I read an article where the author was making a sweet sparkling cider by back sweeting his cider after fermentation. Then, he'd bottle most of it normally, saving a little bit to bottle in plastic soda bottles. When the soda bottles got firm, he would taste one to assure his carbonation was where he wanted it, and pasteurize his bottles.

It may be a little more advanced than what I'm ready for, but that was the goal for this batch. I'm just worried that my brew is gonna be much stronger than it should be, and wasn't sure if I could stop the process early without causing problems.

Be careful using glass bottles.  I actually had some cide grenades a few years back.  Thank goodness they exploded while no people or vehicles were parked nearby.  I actually pulled out glass shards from the dry wall.  Like an IED for home brewers...

Offline mnotlyon

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Re: What are you brewing?
« Reply #400 on: September 10, 2014, 03:12:41 PM »
Be careful using glass bottles.  I actually had some cide grenades a few years back.  Thank goodness they exploded while no people or vehicles were parked nearby.  I actually pulled out glass shards from the dry wall.  Like an IED for home brewers...

Thanks for the warning. The way I understand it, I have two things to worry about. First, when I heat the bottles, the added heat will cause the pressure to increase, which could be a dangerous time. I intend to bring my water up to temperature outside, then kill the heat, and insert my bottles. Then, put the lid on. I won't go near the pan until the water temperature has gone down considerably.

The second thing that could cause me trouble is if I don't get the cider hot enough to kill the yeast. My plan for this potential problem is to keep the cider refrigerated and drink often. :)

Offline Smurf Hunter

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Re: What are you brewing?
« Reply #401 on: September 10, 2014, 03:18:44 PM »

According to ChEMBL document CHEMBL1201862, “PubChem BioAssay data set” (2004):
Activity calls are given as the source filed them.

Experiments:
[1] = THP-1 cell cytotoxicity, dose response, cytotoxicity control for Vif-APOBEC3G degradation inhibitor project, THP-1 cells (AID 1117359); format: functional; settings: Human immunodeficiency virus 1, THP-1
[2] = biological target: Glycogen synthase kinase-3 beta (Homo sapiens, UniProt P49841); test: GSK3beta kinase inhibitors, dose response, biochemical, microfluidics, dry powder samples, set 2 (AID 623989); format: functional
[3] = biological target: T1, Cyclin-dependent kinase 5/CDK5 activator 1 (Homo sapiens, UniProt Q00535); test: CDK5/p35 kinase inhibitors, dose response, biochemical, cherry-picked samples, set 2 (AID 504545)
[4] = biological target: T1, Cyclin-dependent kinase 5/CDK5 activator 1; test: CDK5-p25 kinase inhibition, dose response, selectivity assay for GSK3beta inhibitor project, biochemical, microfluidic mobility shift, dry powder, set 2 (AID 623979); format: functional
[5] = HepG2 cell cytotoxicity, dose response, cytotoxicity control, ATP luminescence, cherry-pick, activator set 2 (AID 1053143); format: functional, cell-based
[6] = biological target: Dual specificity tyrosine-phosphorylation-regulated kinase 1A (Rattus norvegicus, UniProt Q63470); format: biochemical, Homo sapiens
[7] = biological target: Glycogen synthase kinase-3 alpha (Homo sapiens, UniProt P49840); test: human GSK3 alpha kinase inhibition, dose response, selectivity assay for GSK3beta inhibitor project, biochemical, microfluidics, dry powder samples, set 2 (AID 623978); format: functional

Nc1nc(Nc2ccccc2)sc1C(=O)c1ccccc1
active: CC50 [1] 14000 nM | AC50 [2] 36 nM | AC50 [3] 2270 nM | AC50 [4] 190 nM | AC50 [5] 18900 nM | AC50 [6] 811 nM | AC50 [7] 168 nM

Why heat the bottles?  Sure that's one method to sanitize, but you also have products like StarSan and similar.  In any case, you may wait for the glass to cool before bottling.  I did beer like that for years.

Offline mnotlyon

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Re: What are you brewing?
« Reply #402 on: September 11, 2014, 09:54:30 AM »
Why heat the bottles?  Sure that's one method to sanitize, but you also have products like StarSan and similar.  In any case, you may wait for the glass to cool before bottling.  I did beer like that for years.

I'm trying to pasteurize the yeast inside the already bottled cider. Hopefully, this way, I can have a sweet, carbonated, cider that doesn't blow up if I  take it out of the fridge.

Offline Hootie

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Re: What are you brewing?
« Reply #403 on: September 12, 2014, 04:01:41 AM »
bottled another 50 bottles of imperial porter

Offline Greywolf27

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Re: What are you brewing?
« Reply #404 on: September 12, 2014, 06:56:09 PM »
Why heat the bottles?  Sure that's one method to sanitize, but you also have products like StarSan and similar.  In any case, you may wait for the glass to cool before bottling.  I did beer like that for years.

If you heat a sealed bottle... that is already carbed... I'm pretty sure it will explode. 

If you are talking about pasteurizing before you seal your bottles, you will be fine.  I don't have the equation at my finger tips... but I believe that if the temp reaches 160 degrees, it only needs to stay there for ~ 15 seconds to end all microbial life.  Don't quote me on that... you should check with a Ball canning book, or on the interwebs

Offline mnotlyon

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Re: What are you brewing?
« Reply #405 on: September 17, 2014, 09:54:29 AM »
If you heat a sealed bottle... that is already carbed... I'm pretty sure it will explode. 

If you are talking about pasteurizing before you seal your bottles, you will be fine.  I don't have the equation at my finger tips... but I believe that if the temp reaches 160 degrees, it only needs to stay there for ~ 15 seconds to end all microbial life.  Don't quote me on that... you should check with a Ball canning book, or on the interwebs

I got my pasteurization idea here: [url]http://www.homebrewtalk.com/f32/fantastic-hard-cider-recipe-instructions-fall-spice-cherry-variations-411469//url] This technique has been used by a number of people. Some have more success than others.

For some reason, I can't follow directions very well. I'm always looking for an easier way. I decided to put my sweet, carbed cider in my dishwasher using the sanitize function. I read that the temperature should reach 155 degrees, which should be fine for pasteurization.